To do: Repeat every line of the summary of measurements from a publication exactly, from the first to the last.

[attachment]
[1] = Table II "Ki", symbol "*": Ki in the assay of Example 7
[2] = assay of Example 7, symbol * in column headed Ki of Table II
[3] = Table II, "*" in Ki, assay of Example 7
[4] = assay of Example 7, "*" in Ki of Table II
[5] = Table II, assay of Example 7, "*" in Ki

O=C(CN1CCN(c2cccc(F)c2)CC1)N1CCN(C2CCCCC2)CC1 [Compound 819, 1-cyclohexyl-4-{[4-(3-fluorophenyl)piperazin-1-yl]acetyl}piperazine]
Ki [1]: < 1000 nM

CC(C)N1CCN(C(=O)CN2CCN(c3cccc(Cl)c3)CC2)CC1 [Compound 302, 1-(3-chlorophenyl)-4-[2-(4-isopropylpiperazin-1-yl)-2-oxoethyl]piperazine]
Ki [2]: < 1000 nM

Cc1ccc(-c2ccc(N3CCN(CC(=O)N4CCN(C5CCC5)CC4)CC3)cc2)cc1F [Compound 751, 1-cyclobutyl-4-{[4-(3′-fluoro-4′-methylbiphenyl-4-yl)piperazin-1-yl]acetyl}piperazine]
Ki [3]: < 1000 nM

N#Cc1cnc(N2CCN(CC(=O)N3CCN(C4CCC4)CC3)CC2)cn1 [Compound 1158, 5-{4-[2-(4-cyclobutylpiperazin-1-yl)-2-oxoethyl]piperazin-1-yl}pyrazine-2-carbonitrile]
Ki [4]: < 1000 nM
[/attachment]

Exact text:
[1] = Table II "Ki", symbol "*": Ki in the assay of Example 7
[2] = assay of Example 7, symbol * in column headed Ki of Table II
[3] = Table II, "*" in Ki, assay of Example 7
[4] = assay of Example 7, "*" in Ki of Table II
[5] = Table II, assay of Example 7, "*" in Ki

O=C(CN1CCN(c2cccc(F)c2)CC1)N1CCN(C2CCCCC2)CC1 [Compound 819, 1-cyclohexyl-4-{[4-(3-fluorophenyl)piperazin-1-yl]acetyl}piperazine]
Ki [1]: < 1000 nM

CC(C)N1CCN(C(=O)CN2CCN(c3cccc(Cl)c3)CC2)CC1 [Compound 302, 1-(3-chlorophenyl)-4-[2-(4-isopropylpiperazin-1-yl)-2-oxoethyl]piperazine]
Ki [2]: < 1000 nM

Cc1ccc(-c2ccc(N3CCN(CC(=O)N4CCN(C5CCC5)CC4)CC3)cc2)cc1F [Compound 751, 1-cyclobutyl-4-{[4-(3′-fluoro-4′-methylbiphenyl-4-yl)piperazin-1-yl]acetyl}piperazine]
Ki [3]: < 1000 nM

N#Cc1cnc(N2CCN(CC(=O)N3CCN(C4CCC4)CC3)CC2)cn1 [Compound 1158, 5-{4-[2-(4-cyclobutylpiperazin-1-yl)-2-oxoethyl]piperazin-1-yl}pyrazine-2-carbonitrile]
Ki [4]: < 1000 nM